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Taiwan Couldn’t Stop a Chinese Invasion — But They Could Put Up an Epic Fight

Tuo Chiang-class
Image: ROC Presidential Office Handout.

Although Taiwan’s stealthy, high-speed coastal corvettes couldn’t beat back a Chinese invasion on their own, they could make an invasion more costly for Beijing.

Imagine this Scenario

Under the cover of darkness, a fleet of amphibious assault ships set sail from the Chinese mainland. The majority of the fleet makes a beeline for Taiwan, though elements on both flanks fan outward in a pincer movement. It’s a warm summer night, and the ships have to cover only about 200 kilometers of open ocean.

The departure has gone off without a hitch. Advance People’s Liberation Army Navy reconnaissance elements don’t detect much Taiwanese activity in the Taiwan Strait and PLAN brass are confident they remain undetected — until excited and discordant radio chatter comes in.

Though the voices over the airwaves are somewhat unclear, the Chinese Navy admiral leading the flotilla assumes that overly excited destroyer captains are calling in the first engagements of the night. When the admiral calls in for more details on Taiwanese positions and strength, he’s met with radio silence. Little does he know that his recon elements have been hit by a dozen stealthy Taiwanese corvettes.

Tuo Chiang-class

If the People’s Liberation Army Navy were to launch an amphibious assault on the island nation Taiwan, it is unlikely that Taipei could hold out for very long, much less defeat their much larger neighbor. It is due to this incredibly lopsided playing field — or rather sea — that Taipei is investing in 12 high-speed and stealthy corvettes: the Tuo Chiang-class.

The Tuo Chiang-class is tailored to fight the fight that could be expected in the Taiwan Strait against a vastly stronger enemy. At just under 200 feet in length, the corvettes are not particularly large, though they’re very fast, capable of sprinting at 45 knots thanks to their catamaran hull design that minimizes hydrodynamic drag.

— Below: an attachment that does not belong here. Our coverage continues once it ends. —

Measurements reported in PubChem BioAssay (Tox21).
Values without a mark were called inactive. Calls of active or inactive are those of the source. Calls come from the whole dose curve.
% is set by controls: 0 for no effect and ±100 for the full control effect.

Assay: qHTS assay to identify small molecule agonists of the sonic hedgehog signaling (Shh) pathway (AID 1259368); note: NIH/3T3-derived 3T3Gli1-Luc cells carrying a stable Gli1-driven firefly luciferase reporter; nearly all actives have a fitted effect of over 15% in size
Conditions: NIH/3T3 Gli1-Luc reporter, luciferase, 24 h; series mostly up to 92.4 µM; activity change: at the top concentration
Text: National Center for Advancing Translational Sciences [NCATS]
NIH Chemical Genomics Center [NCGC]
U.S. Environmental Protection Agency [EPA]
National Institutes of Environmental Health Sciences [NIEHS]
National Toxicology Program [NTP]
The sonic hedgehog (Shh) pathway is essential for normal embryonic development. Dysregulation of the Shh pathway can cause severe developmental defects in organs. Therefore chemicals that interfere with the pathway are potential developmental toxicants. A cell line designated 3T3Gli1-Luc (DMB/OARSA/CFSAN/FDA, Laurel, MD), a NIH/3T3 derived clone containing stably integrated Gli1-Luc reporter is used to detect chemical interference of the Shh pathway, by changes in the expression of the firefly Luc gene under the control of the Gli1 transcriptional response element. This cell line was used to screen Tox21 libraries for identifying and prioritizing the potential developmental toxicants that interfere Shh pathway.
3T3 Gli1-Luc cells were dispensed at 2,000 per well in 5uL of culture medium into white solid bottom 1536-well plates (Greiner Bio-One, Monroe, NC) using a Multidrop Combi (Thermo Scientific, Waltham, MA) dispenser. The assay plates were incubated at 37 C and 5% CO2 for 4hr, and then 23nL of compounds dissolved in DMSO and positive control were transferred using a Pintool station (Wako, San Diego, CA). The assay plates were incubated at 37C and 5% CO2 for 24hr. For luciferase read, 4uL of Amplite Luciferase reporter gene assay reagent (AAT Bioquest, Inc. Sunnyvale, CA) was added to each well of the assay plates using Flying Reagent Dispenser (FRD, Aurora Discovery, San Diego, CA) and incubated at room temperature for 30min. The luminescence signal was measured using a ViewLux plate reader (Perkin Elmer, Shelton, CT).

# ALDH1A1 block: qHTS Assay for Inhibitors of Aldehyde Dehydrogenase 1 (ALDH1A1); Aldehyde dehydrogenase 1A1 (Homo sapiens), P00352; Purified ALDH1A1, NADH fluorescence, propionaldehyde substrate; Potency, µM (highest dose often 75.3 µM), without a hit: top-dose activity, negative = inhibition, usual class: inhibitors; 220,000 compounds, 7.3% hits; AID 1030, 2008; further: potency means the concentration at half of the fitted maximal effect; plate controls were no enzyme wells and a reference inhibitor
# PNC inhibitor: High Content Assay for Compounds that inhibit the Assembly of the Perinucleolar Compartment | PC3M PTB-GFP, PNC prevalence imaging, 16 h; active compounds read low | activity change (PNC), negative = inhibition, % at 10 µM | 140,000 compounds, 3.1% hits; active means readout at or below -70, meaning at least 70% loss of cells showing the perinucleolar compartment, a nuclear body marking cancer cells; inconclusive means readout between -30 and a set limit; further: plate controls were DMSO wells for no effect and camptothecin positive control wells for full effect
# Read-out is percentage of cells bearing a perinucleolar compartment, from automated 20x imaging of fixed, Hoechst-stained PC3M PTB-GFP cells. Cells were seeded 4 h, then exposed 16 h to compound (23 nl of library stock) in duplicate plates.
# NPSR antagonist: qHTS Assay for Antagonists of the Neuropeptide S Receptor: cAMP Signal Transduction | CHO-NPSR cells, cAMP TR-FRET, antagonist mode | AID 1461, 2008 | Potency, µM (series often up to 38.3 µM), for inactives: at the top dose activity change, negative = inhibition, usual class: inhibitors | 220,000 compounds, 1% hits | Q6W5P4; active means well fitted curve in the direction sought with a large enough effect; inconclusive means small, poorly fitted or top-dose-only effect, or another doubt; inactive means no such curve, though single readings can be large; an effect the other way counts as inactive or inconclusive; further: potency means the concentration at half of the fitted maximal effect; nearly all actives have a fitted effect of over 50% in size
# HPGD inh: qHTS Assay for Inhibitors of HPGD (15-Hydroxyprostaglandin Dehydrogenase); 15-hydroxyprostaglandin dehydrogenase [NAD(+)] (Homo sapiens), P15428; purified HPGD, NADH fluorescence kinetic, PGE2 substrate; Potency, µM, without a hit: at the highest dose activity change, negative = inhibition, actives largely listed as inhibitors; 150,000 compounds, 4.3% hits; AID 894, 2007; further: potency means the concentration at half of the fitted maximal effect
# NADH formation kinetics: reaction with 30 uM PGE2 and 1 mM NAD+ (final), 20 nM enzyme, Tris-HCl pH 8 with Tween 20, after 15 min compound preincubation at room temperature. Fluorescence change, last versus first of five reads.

Sporting several kinds of indigenously-designed anti-ship missiles as well as anti-air missiles, a close-in weapon system, and dual torpedo launchers, the Tuo Chiang-class is armed to the teeth as well. 

One of the class’ most formidable characteristics however is its low-observable radar cross-section, a measure of the ship’s stealth. Although it would be unlikely to be completely undetectable, the ship’s stealthy hull and superstructure contouring would likely help it blend in with the sea. PLAN ships would have a more difficult discerning the ships near the Taiwanese coast, where they would be more difficult for radar to discern from the shore.

Recently the Republic of China Navy accepted the first of their improved Tuo Chiang-class corvettes, with improved mission systems and weapon loadout. The ships are thought to feature improvements to their stealth as well.


Though the Tuo Chiang-class is no magic bullet, the dozen or so ship slated for construction would make an amphibious assault on Taiwan more difficult and more costly for a Chinese invasion fleet. By leveraging the platform’s high speed and stealthy nature, the Republic of China Navy could conduct a hit-and-run type of guerrilla operation at sea — and sink quite a few Chinese ships in the process.

Caleb Larson is a Defense Writer based in Europe. He holds a Master of Public Policy and covers U.S. and Russian security, European defense issues, and German politics and culture.

Written By

Caleb Larson, a defense journalist based in Europe and holds a Master of Public Policy degree from the Willy Brandt School of Public Policy. He lives in Berlin and writes on U.S. and Russian foreign and defense policy, German politics and culture.

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